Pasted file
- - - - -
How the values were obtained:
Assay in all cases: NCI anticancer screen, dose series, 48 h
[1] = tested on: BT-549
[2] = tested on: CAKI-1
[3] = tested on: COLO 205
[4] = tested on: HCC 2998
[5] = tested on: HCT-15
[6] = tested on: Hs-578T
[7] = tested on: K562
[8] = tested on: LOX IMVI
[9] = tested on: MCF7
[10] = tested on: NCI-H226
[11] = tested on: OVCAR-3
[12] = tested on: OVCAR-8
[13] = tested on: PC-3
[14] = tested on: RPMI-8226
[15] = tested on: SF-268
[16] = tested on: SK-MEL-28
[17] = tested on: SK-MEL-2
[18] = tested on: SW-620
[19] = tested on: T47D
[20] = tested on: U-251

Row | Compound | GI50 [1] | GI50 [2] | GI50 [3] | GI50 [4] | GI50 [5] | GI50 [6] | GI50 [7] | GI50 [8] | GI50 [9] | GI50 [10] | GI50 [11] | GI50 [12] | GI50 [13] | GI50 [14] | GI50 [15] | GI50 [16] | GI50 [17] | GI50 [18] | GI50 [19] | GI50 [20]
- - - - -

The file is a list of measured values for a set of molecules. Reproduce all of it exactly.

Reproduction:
How the values were obtained:
Assay in all cases: NCI anticancer screen, dose series, 48 h
[1] = tested on: BT-549
[2] = tested on: CAKI-1
[3] = tested on: COLO 205
[4] = tested on: HCC 2998
[5] = tested on: HCT-15
[6] = tested on: Hs-578T
[7] = tested on: K562
[8] = tested on: LOX IMVI
[9] = tested on: MCF7
[10] = tested on: NCI-H226
[11] = tested on: OVCAR-3
[12] = tested on: OVCAR-8
[13] = tested on: PC-3
[14] = tested on: RPMI-8226
[15] = tested on: SF-268
[16] = tested on: SK-MEL-28
[17] = tested on: SK-MEL-2
[18] = tested on: SW-620
[19] = tested on: T47D
[20] = tested on: U-251

Row | Compound | GI50 [1] | GI50 [2] | GI50 [3] | GI50 [4] | GI50 [5] | GI50 [6] | GI50 [7] | GI50 [8] | GI50 [9] | GI50 [10] | GI50 [11] | GI50 [12] | GI50 [13] | GI50 [14] | GI50 [15] | GI50 [16] | GI50 [17] | GI50 [18] | GI50 [19] | GI50 [20]